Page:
In 2008 -- 18 years after New York City threw him a ticker tape parade for helping to end apartheid -- it took an act of Congress to ensure that Nelson Mandela did not need a special waiver to enter the United States, finally removing his terrorist designation. In November 2011, Hezbollah leader Imad Mughniyah was removed from the "Individuals and Entities Designated by the State Department Under E.O. 13224" terrorist list. He had been dead for three and a half years. The "German Taliban," Eric Breininger, was dead for more than a week when he was added to the list. Although these may seem like bureaucratic oversights, they are indicative of wider problems in terrorist listing systems. While attempting to punish terrorist groups and restrict their activities, these systems have reduced the space for diplomacy, particularly in the Middle East and North Africa (MENA). These disparate examples also highlight the continuing lack of agreement on who is a "terrorist."
In Egypt, on every street and in every alleyway, there has been one topic of serious debate over the past few weeks: today's presidential elections, the country's first of any suspense or consequence. Figures from Egypt's formerly quasi-underground opposition stare down from billboards blanketing the country. Leading civilian candidates debate on television for the first time in Egypt and the Arab world. It is not quite a democracy -- Egypt remains a military dictatorship, albeit one in flux -- but it is a bumptious mirage of what Egyptian democracy might look like in 2016 or 2017, if there are free, peaceful elections at the end of this next president's term. Charges and recriminations will begin soon enough, and everything will look inevitable in hindsight. But the days ahead of the polls were memorable for their mix of resurgent hope, pride, and the anxiety of real suspense.
Is it time for Kofi Annan to declare that his bid to resolve the Syrian crisis has failed? A growing number of Western diplomats argue privately that he should. U.S. officials have stated publicly that Annan's peace plan "is failing," and the Saudi foreign minister has said confidence in his efforts is "rapidly falling." Syrian security forces continue to target dissidents, rebel forces remain active, and there have been attacks on convoys carrying U.N. monitors -- reinforcing the case that Annan should admit defeat.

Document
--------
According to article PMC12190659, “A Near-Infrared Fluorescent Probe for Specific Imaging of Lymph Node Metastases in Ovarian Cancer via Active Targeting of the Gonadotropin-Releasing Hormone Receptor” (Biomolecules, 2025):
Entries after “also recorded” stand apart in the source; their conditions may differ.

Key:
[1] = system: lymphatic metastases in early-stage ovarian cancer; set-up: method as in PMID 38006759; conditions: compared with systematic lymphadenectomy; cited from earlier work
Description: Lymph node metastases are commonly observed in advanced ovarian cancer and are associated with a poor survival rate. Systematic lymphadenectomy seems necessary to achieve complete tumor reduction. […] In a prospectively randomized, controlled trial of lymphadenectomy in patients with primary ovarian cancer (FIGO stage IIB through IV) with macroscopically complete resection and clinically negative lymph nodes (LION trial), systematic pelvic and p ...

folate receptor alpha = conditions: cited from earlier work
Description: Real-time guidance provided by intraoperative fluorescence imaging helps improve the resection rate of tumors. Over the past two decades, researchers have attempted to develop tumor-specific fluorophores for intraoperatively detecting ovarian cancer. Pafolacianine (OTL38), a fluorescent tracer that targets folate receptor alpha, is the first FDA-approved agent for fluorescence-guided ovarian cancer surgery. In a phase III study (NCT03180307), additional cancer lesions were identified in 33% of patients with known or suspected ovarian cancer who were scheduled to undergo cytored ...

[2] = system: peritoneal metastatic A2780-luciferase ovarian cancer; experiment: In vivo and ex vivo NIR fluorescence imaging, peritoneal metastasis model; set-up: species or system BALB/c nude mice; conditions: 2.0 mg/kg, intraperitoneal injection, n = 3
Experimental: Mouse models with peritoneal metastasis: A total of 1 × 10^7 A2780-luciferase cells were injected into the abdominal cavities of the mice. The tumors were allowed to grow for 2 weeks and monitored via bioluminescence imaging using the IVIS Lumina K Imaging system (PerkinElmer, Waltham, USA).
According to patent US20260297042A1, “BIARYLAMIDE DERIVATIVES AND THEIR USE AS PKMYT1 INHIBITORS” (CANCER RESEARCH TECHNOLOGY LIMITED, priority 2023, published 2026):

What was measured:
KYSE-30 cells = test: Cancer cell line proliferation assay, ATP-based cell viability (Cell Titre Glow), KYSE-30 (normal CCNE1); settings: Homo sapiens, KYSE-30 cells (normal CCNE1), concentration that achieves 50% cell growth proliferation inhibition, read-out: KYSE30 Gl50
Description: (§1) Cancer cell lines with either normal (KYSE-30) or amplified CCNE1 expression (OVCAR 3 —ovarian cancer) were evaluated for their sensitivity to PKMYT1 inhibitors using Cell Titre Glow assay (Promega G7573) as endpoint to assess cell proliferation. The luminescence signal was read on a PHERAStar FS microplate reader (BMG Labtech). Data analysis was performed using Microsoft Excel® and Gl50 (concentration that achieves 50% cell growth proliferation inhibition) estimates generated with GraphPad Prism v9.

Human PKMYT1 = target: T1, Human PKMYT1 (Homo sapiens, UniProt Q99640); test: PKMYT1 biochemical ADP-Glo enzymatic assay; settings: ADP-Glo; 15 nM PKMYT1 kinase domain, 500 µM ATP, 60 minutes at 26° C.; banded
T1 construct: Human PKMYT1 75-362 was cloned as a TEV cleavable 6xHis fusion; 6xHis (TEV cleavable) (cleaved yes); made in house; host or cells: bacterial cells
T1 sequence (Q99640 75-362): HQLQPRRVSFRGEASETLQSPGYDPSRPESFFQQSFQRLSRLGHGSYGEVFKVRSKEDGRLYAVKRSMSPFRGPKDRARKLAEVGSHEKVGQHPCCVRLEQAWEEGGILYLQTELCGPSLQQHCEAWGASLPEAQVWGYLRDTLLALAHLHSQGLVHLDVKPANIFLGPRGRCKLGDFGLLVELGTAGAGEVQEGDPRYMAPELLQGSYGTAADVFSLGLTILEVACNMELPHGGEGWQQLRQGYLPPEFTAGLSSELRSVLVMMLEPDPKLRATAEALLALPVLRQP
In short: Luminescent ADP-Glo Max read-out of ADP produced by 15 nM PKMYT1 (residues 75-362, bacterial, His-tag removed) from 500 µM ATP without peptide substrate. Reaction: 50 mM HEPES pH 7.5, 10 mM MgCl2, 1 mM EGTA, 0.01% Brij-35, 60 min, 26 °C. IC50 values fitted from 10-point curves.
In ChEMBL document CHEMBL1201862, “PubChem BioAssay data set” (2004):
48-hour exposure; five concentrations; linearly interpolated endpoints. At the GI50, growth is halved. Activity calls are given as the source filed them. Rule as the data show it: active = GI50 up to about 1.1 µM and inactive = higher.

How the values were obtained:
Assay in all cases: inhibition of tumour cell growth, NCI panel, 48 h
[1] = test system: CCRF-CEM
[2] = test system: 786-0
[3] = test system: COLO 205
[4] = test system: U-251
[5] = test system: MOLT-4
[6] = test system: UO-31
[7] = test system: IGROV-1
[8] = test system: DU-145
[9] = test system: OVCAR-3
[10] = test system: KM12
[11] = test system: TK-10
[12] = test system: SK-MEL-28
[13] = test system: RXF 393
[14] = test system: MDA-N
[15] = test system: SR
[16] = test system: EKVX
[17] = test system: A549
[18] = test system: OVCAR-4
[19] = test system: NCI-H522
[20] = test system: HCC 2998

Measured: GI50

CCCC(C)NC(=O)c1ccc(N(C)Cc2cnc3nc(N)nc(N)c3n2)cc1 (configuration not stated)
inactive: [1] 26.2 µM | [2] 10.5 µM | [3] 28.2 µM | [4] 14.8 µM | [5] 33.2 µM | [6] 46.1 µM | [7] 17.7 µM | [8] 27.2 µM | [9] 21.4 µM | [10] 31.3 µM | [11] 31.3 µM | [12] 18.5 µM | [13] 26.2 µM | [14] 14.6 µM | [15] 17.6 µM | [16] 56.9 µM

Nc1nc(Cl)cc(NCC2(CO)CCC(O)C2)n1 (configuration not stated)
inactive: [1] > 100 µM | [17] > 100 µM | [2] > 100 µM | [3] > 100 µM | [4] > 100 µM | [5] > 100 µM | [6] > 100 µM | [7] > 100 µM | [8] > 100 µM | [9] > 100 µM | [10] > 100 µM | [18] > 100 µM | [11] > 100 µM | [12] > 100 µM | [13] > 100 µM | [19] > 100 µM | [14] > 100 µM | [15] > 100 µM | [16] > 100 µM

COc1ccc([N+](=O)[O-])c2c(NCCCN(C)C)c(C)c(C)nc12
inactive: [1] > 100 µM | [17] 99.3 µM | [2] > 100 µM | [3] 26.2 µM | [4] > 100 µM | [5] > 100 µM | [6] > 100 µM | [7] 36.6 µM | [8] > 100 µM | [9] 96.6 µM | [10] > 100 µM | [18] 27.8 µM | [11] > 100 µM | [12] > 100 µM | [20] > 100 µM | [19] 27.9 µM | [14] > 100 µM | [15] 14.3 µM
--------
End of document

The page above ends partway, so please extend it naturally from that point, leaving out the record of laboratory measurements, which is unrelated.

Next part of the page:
The former U.N. Secretary-General has made it clear that he knows his mission is close to failure. But it's very difficult for him to call the whole thing off. While violence has continued in Syria at what Annan calls "unacceptable" levels, the death-rate has generally been lower than prior to the "ceasefire" he engineered in April. But whoever is attacking the U.N. observers probably wants to foment a full-scale war, and fighting appears not only to be on the rise again but also to be spreading into Lebanon.
U.S. President Barack Obama might prefer to give the "green light" for an Israeli attack on Iran (if the diplomatic talks on Iran's nuclear program fail) if he were convinced that it "could get the job done," as recently assessed by Walter Russell Mead. Is it really a bad idea? Absurd as it sounds, is there a logic to America letting Israel strike Iran's nuclear installations rather than dissuading the Israelis? Could an ill-conceived war actually be a way to achieve a net-positive impact?